It’s easy to figure out the primary incentive of the hospitals in this case: funding (they’re chronically short of it). If the length of the surgery list has an inverse relationship to funding then their incentive is to cut the length of the list. That is not, of course, the intended objective of the program. The Department of Health wants to speed up surgeries. But they have created a proxy-target (the waiting list). So it’s almost certain that what they’ll get is a change in the proxy, whether or not that brings about the change they seek.
What’s the solution? Actually there isn’t likely to be just one because, in reality, the problem of the length of time it takes to get elective surgery involves many different factors. The length of the ‘queue’ is only an index, not the problem itself. The Department should abandon the ‘length of waiting time’ target and try a number of different experiments that might affect the real incentives of the hospitals and the other actors—patients, surgeons, specialists, hospital administrators—whose behavior can affect overall waiting times. They’re very unlikely to guess all of the private incentives that are expressed by these behaviors. So they’ll have to try different approaches and find out which ones (probably not ‘one’) will work. They might need to try many of them, so it’s a good idea to use small scale experiments—in different hospitals, too—and it’s essential to evaluate the outcomes, abandoning those that don’t work.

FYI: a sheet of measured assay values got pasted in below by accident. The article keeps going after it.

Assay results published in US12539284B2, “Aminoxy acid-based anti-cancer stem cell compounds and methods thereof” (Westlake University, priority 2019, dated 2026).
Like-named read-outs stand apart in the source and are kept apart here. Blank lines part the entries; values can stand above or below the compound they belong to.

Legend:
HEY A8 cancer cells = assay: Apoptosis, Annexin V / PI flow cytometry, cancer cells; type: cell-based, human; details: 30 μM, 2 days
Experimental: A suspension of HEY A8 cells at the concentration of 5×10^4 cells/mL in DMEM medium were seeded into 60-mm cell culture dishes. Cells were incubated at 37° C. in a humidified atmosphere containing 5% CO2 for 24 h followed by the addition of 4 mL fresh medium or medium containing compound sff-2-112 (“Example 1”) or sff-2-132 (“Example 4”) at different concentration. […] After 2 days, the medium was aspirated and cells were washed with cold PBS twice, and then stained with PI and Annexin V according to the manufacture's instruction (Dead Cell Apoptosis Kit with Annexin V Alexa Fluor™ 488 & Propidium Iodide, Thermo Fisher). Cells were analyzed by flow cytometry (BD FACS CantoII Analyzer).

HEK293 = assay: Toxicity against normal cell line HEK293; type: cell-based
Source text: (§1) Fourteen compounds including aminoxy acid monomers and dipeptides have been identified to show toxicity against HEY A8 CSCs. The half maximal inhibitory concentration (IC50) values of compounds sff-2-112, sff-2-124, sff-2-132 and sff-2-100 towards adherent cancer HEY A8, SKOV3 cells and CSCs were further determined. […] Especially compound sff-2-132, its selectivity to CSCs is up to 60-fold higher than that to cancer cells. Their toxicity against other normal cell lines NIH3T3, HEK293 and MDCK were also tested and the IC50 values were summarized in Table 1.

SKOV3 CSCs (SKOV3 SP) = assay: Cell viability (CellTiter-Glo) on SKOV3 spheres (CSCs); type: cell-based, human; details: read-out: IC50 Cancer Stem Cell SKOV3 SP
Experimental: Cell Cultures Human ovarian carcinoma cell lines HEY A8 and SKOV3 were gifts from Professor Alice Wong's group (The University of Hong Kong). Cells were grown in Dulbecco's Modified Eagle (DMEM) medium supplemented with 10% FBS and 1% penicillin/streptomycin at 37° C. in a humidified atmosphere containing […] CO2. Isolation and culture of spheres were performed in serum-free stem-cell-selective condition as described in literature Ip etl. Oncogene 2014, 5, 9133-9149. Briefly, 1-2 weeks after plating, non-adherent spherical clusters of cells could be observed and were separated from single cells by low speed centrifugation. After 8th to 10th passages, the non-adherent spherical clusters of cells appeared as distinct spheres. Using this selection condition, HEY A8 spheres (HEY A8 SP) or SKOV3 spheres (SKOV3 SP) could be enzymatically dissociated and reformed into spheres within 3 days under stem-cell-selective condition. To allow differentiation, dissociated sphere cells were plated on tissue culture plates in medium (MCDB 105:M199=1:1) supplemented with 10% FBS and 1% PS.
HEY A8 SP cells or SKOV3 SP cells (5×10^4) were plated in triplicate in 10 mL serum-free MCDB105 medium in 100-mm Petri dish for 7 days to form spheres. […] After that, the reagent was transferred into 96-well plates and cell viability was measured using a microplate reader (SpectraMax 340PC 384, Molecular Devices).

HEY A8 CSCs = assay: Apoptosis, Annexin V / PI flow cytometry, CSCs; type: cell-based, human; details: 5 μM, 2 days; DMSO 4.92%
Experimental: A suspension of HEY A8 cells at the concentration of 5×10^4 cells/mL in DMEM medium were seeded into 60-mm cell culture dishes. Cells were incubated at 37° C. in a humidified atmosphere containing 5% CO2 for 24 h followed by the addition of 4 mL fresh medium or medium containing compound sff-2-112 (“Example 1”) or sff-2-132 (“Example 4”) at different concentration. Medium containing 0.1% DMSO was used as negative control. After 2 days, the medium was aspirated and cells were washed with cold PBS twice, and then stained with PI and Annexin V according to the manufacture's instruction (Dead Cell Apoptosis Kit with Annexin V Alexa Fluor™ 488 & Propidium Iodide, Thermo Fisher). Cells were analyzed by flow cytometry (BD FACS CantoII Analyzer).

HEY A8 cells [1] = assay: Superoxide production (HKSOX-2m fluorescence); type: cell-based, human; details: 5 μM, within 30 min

For example, the Department could offer patients an incentive to elect surgery in hospitals with the shortest ‘queue’ even if it’s not the most convenient (e.g. nearest) choice. They could offer specialists who refer patients to surgeons an incentive to distribute recommendations around hospitals by hooking them up with different surgical teams. They could try to encourage one hospital to specialize in the most-demanded elective procedure in an attempt to increase the efficiency of that procedure and then re-direct appropriate patients from other hospitals to that team (or have their specialists do so).
What would you recommend?